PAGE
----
Langford closed with a 3-under-par 69 Sunday that included five birdies to finish 12th at 3-over 72-76-74-69—291 in the 129-player S.C. Golf Association event at Greenville Country Club’s Chanticleer Course.
The top 20 are exempt for next year’s S.C. Amateur at DeBordieu Club in Georgetown, and the 33-year-old Wachesaw Plantation Club member and Pittsburgh area native was tied for 24th through three rounds.
Langford has been working as a bartender at Wicked Tuna since moving to the area 2 ½ years ago after his parents and siblings moved away from Pittsburgh. He joined a friend who moved to the area from Pittsburgh two years prior.
He spent four years in the mortgage industry and three years selling Allied property and casualty insurance, but he had also previously been a bar manager and got back into the service industry because of the Grand Strand’s tourist economy.
“I would love to play a lot more, but in Myrtle Beach the summer time is the high point of the season in the restaurant business,” Langford said.
He’s planning to become more involved in significant amateur tournaments over the next year.
Langford played collegiately at Division I St. Francis University in Loretto, Pa., and later at Division III La Roche College outside Pittsburgh, where he graduated in 2005 and was inducted into its athletic hall of fame last year.
He won the Wachesaw Plantation club championship last year to qualify for the SCGA’s Tournament of Champions in late January at Tradition Club, where he finished fifth among 99 players at 1-over 145.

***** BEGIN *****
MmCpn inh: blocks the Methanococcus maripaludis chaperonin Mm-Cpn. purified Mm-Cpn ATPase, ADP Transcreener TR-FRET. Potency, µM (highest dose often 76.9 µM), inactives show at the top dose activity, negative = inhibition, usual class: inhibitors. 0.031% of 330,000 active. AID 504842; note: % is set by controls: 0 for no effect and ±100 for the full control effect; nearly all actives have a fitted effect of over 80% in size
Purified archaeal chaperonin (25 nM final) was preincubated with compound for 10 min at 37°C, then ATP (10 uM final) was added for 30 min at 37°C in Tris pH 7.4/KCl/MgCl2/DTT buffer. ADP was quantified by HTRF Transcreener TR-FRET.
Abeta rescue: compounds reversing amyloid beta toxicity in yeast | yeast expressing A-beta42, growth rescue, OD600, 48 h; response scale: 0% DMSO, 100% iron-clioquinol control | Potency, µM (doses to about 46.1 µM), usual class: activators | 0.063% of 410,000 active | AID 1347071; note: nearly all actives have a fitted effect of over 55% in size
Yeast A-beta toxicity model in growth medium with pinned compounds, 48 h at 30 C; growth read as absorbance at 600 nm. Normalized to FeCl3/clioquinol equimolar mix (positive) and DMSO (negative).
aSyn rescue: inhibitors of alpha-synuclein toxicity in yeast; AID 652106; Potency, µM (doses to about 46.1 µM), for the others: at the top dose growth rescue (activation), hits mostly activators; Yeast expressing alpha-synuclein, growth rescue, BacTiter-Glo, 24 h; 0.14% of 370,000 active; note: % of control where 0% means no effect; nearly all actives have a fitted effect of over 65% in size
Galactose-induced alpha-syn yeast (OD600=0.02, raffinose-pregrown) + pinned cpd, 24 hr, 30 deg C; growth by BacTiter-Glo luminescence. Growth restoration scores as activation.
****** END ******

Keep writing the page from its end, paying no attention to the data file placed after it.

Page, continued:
Langford may attempt to qualify for the upcoming U.S. Mid-Amateur – the nearest qualifying site is Lexington Country Club on Sept. 14 – and is motivated to attempt qualifying as an amateur for the 2016 U.S. Open at Oakmont Country Club, which is 15 minutes from where he grew up and he has played several times.
“If I’m going to qualify and play in my hometown, next year is the year to try,” he said.
“Next year I’m going to put in a lot of effort in golf with the hopes not just to play in the U.S. Open but to play more competitively. I’d like to get back to playing in the elite amateur events.”
Langford is interested in playing in regional events including the Azalea, Cardinal and Southern ams – the 2016 Southern Am will be held at The Dunes Golf and Beach Club next July.
Ryan Carpenter of Aiken, a rising junior at Coastal Carolina who transferred to CCU from College of Charleston after his freshman year, tied for 25th in the S.C. Am. He opened with a 68 but fell back with rounds of 74, 78 and 78 for a 10-over 298.
Keenan Huskey, a rising sophomore at the University of South Carolina, won in impressive fashion. He shot a 19-under 68-67-68-66—269 to comfortably win by nine strokes. The only other player in the 84-year history of the tournament to win with a 19-under par 269 was eventual U.S. Open champion Lucas Glover in 1999 at the Country Club of Charleston, where he claimed his second of three consecutive titles.
Cloyd benefit Saturday
A tournament is being held Saturday at Possum Trot Golf Club to benefit clubmaker Al Cloyd, who is the proprietor of Al’s Custom Golf at the course.
Cloyd, 43, recently had surgery and is undergoing treatment for a recurrence of cancer. He was diagnosed with Stage 3B colon cancer in February 2012 and was deemed to be cancer free late in 2013. Doctors recently found a mass on the top of Cloyd’s right lung that a PET scan revealed was cancerous.
His club-building and -repairing tour trailer at Possum Trot is closed for what he anticipates will be four to six weeks during his treatments.
The tournament is a four-person team captain’s choice with an 8 a.m. shotgun start. An entry fee of just $30 includes prizes and a lunch of hamburgers and hot dogs. Call the course at 843-272-5341 to register.